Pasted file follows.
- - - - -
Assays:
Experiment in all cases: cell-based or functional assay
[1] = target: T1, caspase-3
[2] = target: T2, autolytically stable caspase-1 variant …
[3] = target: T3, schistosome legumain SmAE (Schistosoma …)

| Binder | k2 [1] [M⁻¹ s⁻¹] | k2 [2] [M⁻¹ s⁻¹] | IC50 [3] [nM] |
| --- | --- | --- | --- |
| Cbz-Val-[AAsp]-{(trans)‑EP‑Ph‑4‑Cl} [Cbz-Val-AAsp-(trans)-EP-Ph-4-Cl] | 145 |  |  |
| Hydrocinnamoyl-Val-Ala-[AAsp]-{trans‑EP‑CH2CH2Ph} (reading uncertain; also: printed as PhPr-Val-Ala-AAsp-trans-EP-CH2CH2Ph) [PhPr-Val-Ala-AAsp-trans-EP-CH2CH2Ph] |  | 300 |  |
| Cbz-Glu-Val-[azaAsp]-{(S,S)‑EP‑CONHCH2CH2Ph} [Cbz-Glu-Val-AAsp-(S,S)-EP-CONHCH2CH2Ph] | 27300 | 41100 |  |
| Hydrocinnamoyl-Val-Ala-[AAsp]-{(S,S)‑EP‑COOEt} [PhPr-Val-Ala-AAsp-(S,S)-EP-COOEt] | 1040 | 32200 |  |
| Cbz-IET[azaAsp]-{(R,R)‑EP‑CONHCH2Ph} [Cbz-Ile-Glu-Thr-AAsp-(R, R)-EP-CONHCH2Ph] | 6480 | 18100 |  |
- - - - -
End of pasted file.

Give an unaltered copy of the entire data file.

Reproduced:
Assays:
Experiment in all cases: cell-based or functional assay
[1] = target: T1, caspase-3
[2] = target: T2, autolytically stable caspase-1 variant …
[3] = target: T3, schistosome legumain SmAE (Schistosoma …)

| Binder | k2 [1] [M⁻¹ s⁻¹] | k2 [2] [M⁻¹ s⁻¹] | IC50 [3] [nM] |
| --- | --- | --- | --- |
| Cbz-Val-[AAsp]-{(trans)‑EP‑Ph‑4‑Cl} [Cbz-Val-AAsp-(trans)-EP-Ph-4-Cl] | 145 |  |  |
| Hydrocinnamoyl-Val-Ala-[AAsp]-{trans‑EP‑CH2CH2Ph} (reading uncertain; also: printed as PhPr-Val-Ala-AAsp-trans-EP-CH2CH2Ph) [PhPr-Val-Ala-AAsp-trans-EP-CH2CH2Ph] |  | 300 |  |
| Cbz-Glu-Val-[azaAsp]-{(S,S)‑EP‑CONHCH2CH2Ph} [Cbz-Glu-Val-AAsp-(S,S)-EP-CONHCH2CH2Ph] | 27300 | 41100 |  |
| Hydrocinnamoyl-Val-Ala-[AAsp]-{(S,S)‑EP‑COOEt} [PhPr-Val-Ala-AAsp-(S,S)-EP-COOEt] | 1040 | 32200 |  |
| Cbz-IET[azaAsp]-{(R,R)‑EP‑CONHCH2Ph} [Cbz-Ile-Glu-Thr-AAsp-(R, R)-EP-CONHCH2Ph] | 6480 | 18100 |  |